Also, when piping you can place the whole piping bag in the fridge for five minutes at a time. This trick is useful and works well for those that get warm hands when piping.

Watch the full step by step video provided with this recipe for visual instructions. If you have any questions leave me a comment and I’ll be more than happy to guide you through.


  1. Hello, i live in coastal area near the ocean, and irs very hot and humid here, about 28 to 30degrees celcius. When we coat the cake first layer, then when we freeze the cake to coat the second layer, or if we wish to use stencil for making a design, i freeze the cake, but after i remove the cake from the freezer it starts sweating alot, how can i overcome this please.

    1. Hi 😊, Yes that’s very common for a cake to sweat and get condensation when removed from the fridge. I always use a tissue and gently apply it on the cake surface to absorb the moisture. I apply the tissue as soon as I see droplets of moisture on the cake surface, before the buttercream starts to go soft. Then you can apply the stencil. Let me know if that helps.

      1. Hi 😊, at what stage did the buttercream become grainy? Was it when you were making it or after?

    1. Hi 😊, Smooth Buttercream is best for hot weather. The icing sugar helps to make it stiff and stable.

    1. Hi 😊, yes it is fine for warm climates but not hot weather. You may only find it too soft if the room you’re using it in is too warm or hot. But once the decorations are made or piped and the cake is frosted, the buttercream will stay stable.

    1. Thank you for this recipe.
      I wanted to ask ; this recipe has no cream or milk in it, why?
      Also, as winter is approaching will it still be silky and not crust when put in the refrigerator?

      1. Hi 😊, you’re very welcome and thank you for trying it. It doesn’t have any milk or cream as it is not needed as an addition. You will find that it will be smooth enough without milk or cream. Any added liquids such as milk or cream will change its consistency and make it too soft especially in warm weather. This buttercream doesn’t crust either or in some cases it is not even noticeable because of the small ratio of icing sugar to butter (1:1 ratio). The buttercream will harden in the fridge just like any other American Buttercream so you will need to leave at room temperature to soften again to be to work with it.

    2. Hello thank you so much for wonderful recipes
      If I want to make chocolate butter cream so I can add cocoa powder or melted chocolate
      Please tell me both quantity also how much to add
      Thank you

      1. Loving your work! Came here from youtube, your buttercream looks so silky!

        Just for the sake of curiosity: what would happen if I make a buttercream with 500g of butter and half the sugar, 250g of sugar? Thank you!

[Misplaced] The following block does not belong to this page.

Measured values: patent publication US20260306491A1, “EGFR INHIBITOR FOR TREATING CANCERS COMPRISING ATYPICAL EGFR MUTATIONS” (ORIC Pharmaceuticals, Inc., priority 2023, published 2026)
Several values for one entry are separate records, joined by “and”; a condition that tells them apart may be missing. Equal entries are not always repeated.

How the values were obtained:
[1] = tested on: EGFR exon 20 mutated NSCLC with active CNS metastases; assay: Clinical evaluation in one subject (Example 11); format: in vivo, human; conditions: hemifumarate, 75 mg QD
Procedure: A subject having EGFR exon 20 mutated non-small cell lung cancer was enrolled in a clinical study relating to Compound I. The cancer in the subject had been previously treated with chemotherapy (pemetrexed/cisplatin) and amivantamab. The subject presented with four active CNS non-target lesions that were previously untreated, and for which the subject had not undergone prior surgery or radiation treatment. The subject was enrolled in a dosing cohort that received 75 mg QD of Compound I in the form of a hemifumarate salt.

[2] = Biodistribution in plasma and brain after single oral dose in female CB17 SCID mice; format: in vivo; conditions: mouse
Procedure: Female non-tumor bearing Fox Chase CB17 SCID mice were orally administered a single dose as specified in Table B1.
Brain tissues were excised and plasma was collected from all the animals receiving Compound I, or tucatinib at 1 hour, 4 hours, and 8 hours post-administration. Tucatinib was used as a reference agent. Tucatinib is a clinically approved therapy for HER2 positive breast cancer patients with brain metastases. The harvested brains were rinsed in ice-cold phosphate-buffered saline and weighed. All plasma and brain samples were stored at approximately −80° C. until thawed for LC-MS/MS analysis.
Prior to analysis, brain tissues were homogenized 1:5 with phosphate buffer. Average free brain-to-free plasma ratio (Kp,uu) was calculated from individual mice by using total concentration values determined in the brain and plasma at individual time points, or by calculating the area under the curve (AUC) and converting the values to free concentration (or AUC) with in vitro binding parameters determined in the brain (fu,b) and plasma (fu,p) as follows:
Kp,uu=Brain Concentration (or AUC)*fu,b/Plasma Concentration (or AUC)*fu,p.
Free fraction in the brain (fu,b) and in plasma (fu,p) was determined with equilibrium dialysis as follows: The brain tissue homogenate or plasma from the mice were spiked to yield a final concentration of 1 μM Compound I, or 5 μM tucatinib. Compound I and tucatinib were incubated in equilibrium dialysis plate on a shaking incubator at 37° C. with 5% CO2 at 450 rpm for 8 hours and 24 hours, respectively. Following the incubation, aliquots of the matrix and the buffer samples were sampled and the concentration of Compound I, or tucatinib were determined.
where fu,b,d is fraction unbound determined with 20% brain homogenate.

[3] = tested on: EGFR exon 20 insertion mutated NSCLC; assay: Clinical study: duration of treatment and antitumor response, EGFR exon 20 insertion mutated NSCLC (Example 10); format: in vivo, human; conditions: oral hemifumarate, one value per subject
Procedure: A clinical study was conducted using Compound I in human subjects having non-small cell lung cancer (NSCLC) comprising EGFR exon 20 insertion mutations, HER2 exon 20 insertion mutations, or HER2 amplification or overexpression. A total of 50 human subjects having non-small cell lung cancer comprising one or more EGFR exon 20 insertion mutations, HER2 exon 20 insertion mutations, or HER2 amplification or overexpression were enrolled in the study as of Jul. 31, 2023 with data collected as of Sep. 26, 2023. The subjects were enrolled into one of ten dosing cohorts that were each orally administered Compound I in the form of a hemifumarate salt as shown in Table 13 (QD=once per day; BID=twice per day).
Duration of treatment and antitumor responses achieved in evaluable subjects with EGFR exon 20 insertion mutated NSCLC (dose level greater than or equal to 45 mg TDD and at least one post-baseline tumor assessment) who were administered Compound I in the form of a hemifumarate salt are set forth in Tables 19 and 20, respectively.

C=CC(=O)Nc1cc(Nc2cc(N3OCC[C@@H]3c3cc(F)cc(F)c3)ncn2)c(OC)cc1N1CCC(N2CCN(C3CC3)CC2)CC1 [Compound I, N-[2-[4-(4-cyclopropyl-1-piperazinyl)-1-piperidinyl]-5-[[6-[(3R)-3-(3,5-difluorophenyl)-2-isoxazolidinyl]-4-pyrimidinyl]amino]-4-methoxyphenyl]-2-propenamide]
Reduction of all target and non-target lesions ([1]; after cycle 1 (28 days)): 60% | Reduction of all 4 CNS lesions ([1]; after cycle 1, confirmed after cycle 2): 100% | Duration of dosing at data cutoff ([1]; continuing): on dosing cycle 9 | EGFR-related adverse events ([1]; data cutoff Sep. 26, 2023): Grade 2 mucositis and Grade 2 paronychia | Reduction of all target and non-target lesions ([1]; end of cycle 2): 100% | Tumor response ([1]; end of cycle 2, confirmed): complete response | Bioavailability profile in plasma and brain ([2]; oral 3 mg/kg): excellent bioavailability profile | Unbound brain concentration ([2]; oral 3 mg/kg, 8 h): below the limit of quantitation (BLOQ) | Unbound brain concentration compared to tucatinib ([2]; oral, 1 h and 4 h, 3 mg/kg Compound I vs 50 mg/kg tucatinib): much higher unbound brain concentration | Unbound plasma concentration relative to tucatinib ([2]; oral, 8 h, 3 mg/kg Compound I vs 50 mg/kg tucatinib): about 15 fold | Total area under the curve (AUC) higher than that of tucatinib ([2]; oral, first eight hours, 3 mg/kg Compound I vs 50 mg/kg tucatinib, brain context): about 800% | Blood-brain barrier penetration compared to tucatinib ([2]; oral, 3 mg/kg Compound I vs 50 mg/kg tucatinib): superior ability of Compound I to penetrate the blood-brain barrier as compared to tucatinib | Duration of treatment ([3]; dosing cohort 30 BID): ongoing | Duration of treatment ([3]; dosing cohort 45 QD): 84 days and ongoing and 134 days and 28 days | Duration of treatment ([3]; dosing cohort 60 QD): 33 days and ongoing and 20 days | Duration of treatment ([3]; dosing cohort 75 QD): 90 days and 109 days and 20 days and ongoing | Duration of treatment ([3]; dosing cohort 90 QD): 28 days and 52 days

2. I made this icing and the putcome was exactly like the one you use in your video. Finally my icing was medium level not too hard not too soft just right thanks a lot for your help, I’ll see if i can share a picture for you since I dont know how to do it on YouTube’s comments section.

        1. Hi 😊, I used clear vanilla flavouring for both the cake and buttercream I used for this Unicorn Cake. You can use any flavouring you may wish.

          1. Hi Jess 😊! thank you so much for trying it, I’m so happy it worked for you. I have just seen your message on my YouTube Channel. I don’t think you can upload photos to YouTube on my Channel but you can to your own Channel and then share the link in the comments section or you can share a link to your social media if you post a photo on Instagram for example. Or you can message me on Instagram to my account. https://www.instagram.com/waltoncakeboutique/

  2. Pingback: How to make a Pink Unicorn/Alicorn Cake – Walton Cake Boutique
    1. Hi 😊, you can add 1/4 cup of cocoa powder to any of my frosting recipes then adjust accordingly by adding an extra 1/4 cup. You can also use my chocolate ganache (follow the recipe instructions as shown) and add it once completely cooled (but before it hardens) and mix.

      1. Hi 😊! Thank you for coming here! In answering your question, depending on the temperature of the room you make the buttercream in (a warm room), you could end up with a very runny mixture by using a ratio of more butter than powdered sugar. In saying give it a try by adding the 250 grams and see if it looks too soft or runny then it will need more powdered sugar.

          1. Hi 😊, I used CSR soft icing mixture. It’s really soft and it doesn’t need any sifting.

  3. Is this buttercream suitable for stacking tiers? It won’t be too soft, will it? Also, I want to try to add a cream cheese flavoring to it instead of vanilla, because I know I can’t stack tiers using just cream cheese frosting!!

  4. I made this recipe for my niece’s birthday party. Hands down, it was the BEST buttercream we have ever tasted – an absolute dream! Some buttercream recipes are insanely sweet (4x more sugar than butter – yikes!) and some are too buttery, but this one hits the sweet spot. After making it, I literally threw out all my other buttercream recipes because this is the only one I will make from now on. Thank you so much for sharing this simple yet amazing recipe!

    1. Hi Michelle! 😊
      Thank you so much for trying my Buttercream recipe, I appreciate it. So happy to hear you made it for your niece and that you will be making it from now on!🌸